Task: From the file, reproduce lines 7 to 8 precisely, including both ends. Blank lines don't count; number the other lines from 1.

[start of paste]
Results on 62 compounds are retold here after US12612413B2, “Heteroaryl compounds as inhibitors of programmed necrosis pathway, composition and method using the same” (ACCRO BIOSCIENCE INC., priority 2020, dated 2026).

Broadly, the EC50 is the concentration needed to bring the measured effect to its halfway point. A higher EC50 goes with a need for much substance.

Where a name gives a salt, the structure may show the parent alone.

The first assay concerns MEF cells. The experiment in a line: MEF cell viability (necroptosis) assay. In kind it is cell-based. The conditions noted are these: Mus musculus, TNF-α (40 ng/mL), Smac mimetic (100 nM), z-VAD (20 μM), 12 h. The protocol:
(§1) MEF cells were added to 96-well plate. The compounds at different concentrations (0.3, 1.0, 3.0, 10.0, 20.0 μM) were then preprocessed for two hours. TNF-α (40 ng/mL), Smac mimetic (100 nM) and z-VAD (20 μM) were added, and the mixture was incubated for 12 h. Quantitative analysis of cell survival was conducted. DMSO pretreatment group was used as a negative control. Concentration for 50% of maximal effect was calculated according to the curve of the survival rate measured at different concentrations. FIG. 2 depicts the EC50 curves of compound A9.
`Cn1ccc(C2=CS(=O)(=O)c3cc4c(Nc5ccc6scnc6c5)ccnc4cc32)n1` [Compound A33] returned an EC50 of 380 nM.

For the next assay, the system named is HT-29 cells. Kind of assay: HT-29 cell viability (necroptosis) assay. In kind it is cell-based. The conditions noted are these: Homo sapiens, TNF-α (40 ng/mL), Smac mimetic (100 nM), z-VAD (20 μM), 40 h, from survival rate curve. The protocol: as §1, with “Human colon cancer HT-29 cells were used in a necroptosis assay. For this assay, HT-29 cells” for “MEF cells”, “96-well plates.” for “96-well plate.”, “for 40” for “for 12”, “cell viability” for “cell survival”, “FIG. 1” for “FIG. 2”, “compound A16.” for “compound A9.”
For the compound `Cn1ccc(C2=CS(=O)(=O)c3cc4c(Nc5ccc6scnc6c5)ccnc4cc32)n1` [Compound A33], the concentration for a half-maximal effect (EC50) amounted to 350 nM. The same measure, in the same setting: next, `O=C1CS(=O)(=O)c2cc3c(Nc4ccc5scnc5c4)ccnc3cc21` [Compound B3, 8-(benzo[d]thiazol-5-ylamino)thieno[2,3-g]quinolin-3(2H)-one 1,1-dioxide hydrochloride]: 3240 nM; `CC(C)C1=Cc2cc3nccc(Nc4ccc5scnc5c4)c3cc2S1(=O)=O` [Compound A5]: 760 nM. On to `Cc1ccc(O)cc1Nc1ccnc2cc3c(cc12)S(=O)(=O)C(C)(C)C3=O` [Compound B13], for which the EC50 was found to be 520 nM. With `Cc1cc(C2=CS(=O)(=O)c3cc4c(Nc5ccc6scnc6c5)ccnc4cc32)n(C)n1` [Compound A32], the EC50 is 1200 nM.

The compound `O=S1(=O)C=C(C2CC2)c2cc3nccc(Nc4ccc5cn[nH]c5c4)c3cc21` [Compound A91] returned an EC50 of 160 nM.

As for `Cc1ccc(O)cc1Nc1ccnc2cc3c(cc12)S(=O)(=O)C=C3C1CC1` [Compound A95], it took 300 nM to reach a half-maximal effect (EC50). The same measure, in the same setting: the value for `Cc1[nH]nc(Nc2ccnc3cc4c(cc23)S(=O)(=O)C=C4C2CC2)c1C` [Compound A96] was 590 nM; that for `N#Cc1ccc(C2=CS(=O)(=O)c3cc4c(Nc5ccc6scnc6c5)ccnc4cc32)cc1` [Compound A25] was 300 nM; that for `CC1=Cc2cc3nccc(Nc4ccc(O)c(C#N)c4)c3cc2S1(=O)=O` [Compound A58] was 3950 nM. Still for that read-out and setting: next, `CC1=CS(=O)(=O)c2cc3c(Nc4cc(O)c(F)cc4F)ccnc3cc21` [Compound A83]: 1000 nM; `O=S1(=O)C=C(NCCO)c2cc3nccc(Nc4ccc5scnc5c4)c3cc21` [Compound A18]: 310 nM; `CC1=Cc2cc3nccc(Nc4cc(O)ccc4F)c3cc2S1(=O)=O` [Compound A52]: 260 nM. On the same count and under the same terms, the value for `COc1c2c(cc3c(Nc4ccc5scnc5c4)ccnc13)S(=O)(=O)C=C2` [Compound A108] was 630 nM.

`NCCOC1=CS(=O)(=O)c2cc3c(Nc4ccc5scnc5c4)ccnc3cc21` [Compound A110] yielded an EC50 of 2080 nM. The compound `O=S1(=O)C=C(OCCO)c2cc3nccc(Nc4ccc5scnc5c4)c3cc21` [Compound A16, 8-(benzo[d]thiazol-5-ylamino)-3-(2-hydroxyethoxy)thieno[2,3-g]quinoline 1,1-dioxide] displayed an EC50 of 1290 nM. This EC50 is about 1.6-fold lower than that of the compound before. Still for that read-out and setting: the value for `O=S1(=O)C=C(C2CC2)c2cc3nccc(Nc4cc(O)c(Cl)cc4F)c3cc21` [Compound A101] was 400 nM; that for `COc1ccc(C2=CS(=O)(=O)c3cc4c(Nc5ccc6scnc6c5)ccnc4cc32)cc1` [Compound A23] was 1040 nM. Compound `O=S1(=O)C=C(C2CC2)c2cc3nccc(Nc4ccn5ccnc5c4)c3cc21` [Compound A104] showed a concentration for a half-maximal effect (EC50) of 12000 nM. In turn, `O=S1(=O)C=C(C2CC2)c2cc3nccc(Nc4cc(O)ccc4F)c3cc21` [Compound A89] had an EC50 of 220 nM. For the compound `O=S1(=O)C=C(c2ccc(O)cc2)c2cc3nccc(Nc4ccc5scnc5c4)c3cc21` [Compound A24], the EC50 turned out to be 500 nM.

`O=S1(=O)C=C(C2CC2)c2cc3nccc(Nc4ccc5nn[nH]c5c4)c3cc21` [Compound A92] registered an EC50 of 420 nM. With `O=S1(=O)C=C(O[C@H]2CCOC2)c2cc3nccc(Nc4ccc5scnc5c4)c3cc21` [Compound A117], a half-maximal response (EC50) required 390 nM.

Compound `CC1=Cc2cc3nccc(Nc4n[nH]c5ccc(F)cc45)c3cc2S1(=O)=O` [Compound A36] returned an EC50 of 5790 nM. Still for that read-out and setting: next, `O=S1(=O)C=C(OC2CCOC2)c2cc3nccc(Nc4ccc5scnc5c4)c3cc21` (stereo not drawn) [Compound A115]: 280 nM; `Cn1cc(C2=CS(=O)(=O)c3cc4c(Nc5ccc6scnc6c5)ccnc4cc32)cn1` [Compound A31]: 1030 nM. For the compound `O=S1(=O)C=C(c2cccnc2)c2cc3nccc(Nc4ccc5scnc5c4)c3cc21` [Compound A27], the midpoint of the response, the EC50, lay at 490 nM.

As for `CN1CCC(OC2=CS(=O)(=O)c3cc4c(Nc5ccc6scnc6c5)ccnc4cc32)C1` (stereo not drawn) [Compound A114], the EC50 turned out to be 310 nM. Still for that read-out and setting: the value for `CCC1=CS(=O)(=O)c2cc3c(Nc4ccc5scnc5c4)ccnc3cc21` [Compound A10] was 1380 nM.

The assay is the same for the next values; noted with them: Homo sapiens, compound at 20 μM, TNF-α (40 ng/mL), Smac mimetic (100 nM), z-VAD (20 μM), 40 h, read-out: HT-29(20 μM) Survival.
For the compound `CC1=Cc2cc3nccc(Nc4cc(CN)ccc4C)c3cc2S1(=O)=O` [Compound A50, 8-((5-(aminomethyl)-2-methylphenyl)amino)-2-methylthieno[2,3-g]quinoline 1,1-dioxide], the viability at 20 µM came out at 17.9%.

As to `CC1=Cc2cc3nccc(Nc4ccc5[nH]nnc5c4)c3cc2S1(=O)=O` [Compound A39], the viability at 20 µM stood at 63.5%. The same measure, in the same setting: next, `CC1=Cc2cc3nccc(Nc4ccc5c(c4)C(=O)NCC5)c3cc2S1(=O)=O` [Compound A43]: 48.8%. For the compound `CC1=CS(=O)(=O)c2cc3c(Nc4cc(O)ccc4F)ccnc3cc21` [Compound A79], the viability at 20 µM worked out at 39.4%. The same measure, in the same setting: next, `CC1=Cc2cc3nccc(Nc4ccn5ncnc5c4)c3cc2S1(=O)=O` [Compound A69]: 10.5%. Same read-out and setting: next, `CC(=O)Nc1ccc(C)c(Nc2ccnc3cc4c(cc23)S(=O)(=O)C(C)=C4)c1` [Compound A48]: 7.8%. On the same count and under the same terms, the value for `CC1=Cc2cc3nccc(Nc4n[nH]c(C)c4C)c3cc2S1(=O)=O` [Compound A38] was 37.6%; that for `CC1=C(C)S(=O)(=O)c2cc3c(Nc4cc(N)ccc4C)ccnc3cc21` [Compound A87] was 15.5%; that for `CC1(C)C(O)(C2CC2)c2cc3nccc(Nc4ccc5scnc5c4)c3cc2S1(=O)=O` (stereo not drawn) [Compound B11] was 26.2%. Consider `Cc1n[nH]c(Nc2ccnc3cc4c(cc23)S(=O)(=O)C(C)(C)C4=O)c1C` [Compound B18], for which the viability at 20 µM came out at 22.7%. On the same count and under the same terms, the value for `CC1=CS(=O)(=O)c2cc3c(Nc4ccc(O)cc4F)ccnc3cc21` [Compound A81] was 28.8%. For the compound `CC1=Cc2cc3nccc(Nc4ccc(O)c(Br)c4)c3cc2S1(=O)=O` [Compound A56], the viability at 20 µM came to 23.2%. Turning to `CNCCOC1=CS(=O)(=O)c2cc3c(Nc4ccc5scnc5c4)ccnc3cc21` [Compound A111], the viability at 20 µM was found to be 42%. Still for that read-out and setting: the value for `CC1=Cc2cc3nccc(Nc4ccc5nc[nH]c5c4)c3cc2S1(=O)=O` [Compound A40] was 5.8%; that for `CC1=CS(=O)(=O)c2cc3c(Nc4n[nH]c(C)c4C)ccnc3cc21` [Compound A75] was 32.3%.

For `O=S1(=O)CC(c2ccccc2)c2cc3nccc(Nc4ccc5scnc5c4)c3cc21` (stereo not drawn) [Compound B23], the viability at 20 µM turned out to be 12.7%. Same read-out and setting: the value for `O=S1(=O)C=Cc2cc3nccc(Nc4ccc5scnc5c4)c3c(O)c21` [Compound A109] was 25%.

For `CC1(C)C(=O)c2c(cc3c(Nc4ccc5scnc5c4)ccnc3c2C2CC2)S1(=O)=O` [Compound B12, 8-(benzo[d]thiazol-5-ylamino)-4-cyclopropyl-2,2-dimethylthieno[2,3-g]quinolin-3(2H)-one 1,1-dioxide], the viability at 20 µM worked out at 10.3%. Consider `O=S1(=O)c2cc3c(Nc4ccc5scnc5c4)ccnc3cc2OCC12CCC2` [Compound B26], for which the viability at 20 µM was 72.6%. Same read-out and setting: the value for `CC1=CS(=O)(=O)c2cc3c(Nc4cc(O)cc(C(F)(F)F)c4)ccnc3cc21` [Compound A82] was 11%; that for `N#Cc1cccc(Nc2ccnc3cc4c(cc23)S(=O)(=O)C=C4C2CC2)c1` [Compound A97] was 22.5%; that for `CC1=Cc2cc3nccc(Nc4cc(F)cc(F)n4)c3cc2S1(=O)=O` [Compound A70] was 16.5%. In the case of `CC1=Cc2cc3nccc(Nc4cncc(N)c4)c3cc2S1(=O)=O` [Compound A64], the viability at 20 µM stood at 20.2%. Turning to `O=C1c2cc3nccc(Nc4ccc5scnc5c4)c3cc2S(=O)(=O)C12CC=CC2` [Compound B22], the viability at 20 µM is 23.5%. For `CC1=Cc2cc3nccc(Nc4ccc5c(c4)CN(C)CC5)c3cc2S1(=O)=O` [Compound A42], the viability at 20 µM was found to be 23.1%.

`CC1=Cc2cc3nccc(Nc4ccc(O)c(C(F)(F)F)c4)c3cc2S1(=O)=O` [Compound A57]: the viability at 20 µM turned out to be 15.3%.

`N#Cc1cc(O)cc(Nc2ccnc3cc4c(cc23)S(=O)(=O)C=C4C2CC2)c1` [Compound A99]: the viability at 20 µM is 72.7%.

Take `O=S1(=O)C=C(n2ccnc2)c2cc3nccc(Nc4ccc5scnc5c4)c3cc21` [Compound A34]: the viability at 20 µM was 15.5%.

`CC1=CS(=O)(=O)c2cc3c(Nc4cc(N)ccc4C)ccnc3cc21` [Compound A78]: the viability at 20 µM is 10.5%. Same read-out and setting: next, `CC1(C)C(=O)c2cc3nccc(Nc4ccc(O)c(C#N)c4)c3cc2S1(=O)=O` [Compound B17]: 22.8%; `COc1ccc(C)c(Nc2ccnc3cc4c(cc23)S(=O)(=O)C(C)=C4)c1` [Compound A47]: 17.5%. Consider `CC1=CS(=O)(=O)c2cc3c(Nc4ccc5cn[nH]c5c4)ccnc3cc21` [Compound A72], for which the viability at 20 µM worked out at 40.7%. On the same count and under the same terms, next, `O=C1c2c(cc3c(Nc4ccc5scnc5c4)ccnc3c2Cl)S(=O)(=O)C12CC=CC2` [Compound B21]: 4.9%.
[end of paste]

For the next assay, the system named is HT-29 cells. Kind of assay: HT-29 cell viability (necroptosis) assay. In kind it is cell-based. The conditions noted are these: Homo sapiens, TNF-α (40 ng/mL), Smac mimetic (100 nM), z-VAD (20 μM), 40 h, from survival rate curve. The protocol: as §1, with “Human colon cancer HT-29 cells were used in a necroptosis assay. For this assay, HT-29 cells” for “MEF cells”, “96-well plates.” for “96-well plate.”, “for 40” for “for 12”, “cell viability” for “cell survival”, “FIG. 1” for “FIG. 2”, “compound A16.” for “compound A9.”
For the compound `Cn1ccc(C2=CS(=O)(=O)c3cc4c(Nc5ccc6scnc6c5)ccnc4cc32)n1` [Compound A33], the concentration for a half-maximal effect (EC50) amounted to 350 nM. The same measure, in the same setting: next, `O=C1CS(=O)(=O)c2cc3c(Nc4ccc5scnc5c4)ccnc3cc21` [Compound B3, 8-(benzo[d]thiazol-5-ylamino)thieno[2,3-g]quinolin-3(2H)-one 1,1-dioxide hydrochloride]: 3240 nM; `CC(C)C1=Cc2cc3nccc(Nc4ccc5scnc5c4)c3cc2S1(=O)=O` [Compound A5]: 760 nM. On to `Cc1ccc(O)cc1Nc1ccnc2cc3c(cc12)S(=O)(=O)C(C)(C)C3=O` [Compound B13], for which the EC50 was found to be 520 nM. With `Cc1cc(C2=CS(=O)(=O)c3cc4c(Nc5ccc6scnc6c5)ccnc4cc32)n(C)n1` [Compound A32], the EC50 is 1200 nM.